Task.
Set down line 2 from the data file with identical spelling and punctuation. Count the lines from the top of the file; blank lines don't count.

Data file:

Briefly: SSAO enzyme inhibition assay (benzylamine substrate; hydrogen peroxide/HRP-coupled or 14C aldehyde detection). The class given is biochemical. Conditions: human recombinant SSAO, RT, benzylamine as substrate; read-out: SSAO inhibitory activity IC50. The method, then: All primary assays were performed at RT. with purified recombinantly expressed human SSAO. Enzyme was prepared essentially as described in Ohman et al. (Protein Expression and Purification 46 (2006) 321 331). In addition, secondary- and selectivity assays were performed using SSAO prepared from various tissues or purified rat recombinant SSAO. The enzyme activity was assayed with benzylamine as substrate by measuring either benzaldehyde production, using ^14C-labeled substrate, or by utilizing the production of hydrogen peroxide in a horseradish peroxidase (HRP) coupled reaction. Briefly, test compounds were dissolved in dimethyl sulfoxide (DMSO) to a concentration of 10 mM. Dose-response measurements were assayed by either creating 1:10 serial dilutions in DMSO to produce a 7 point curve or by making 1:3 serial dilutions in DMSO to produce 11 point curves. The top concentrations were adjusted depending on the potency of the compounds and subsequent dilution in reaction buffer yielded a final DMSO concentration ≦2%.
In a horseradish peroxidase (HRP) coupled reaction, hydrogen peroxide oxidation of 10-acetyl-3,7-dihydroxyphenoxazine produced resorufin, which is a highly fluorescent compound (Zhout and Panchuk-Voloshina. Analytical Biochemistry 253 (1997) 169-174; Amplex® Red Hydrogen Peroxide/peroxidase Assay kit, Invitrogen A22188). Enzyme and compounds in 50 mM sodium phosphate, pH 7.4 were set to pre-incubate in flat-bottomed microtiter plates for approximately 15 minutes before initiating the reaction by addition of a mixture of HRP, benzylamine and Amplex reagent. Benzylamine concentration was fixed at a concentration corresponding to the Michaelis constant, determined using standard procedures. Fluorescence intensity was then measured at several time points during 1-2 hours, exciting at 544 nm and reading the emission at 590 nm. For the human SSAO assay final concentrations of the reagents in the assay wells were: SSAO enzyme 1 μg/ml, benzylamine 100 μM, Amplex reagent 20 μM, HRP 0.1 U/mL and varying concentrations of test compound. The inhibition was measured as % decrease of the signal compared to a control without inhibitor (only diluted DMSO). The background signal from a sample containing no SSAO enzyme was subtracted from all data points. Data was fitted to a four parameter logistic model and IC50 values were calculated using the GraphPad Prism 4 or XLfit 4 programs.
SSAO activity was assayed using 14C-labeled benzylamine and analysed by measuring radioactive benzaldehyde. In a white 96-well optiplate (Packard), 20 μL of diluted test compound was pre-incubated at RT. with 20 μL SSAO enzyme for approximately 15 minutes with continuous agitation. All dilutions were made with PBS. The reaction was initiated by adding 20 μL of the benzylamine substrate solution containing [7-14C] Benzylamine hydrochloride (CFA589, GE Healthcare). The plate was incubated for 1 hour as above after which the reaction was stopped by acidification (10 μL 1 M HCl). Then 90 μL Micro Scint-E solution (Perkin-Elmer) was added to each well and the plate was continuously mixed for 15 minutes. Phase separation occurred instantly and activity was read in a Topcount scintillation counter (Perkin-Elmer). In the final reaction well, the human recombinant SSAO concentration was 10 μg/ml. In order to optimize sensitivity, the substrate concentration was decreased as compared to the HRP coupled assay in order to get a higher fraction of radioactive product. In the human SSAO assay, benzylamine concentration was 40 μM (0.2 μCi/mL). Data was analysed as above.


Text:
In a horseradish peroxidase (HRP) coupled reaction, hydrogen peroxide oxidation of 10-acetyl-3,7-dihydroxyphenoxazine produced resorufin, which is a highly fluorescent compound (Zhout and Panchuk-Voloshina. Analytical Biochemistry 253 (1997) 169-174; Amplex® Red Hydrogen Peroxide/peroxidase Assay kit, Invitrogen A22188). Enzyme and compounds in 50 mM sodium phosphate, pH 7.4 were set to pre-incubate in flat-bottomed microtiter plates for approximately 15 minutes before initiating the reaction by addition of a mixture of HRP, benzylamine and Amplex reagent. Benzylamine concentration was fixed at a concentration corresponding to the Michaelis constant, determined using standard procedures. Fluorescence intensity was then measured at several time points during 1-2 hours, exciting at 544 nm and reading the emission at 590 nm. For the human SSAO assay final concentrations of the reagents in the assay wells were: SSAO enzyme 1 μg/ml, benzylamine 100 μM, Amplex reagent 20 μM, HRP 0.1 U/mL and varying concentrations of test compound. The inhibition was measured as % decrease of the signal compared to a control without inhibitor (only diluted DMSO). The background signal from a sample containing no SSAO enzyme was subtracted from all data points. Data was fitted to a four parameter logistic model and IC50 values were calculated using the GraphPad Prism 4 or XLfit 4 programs.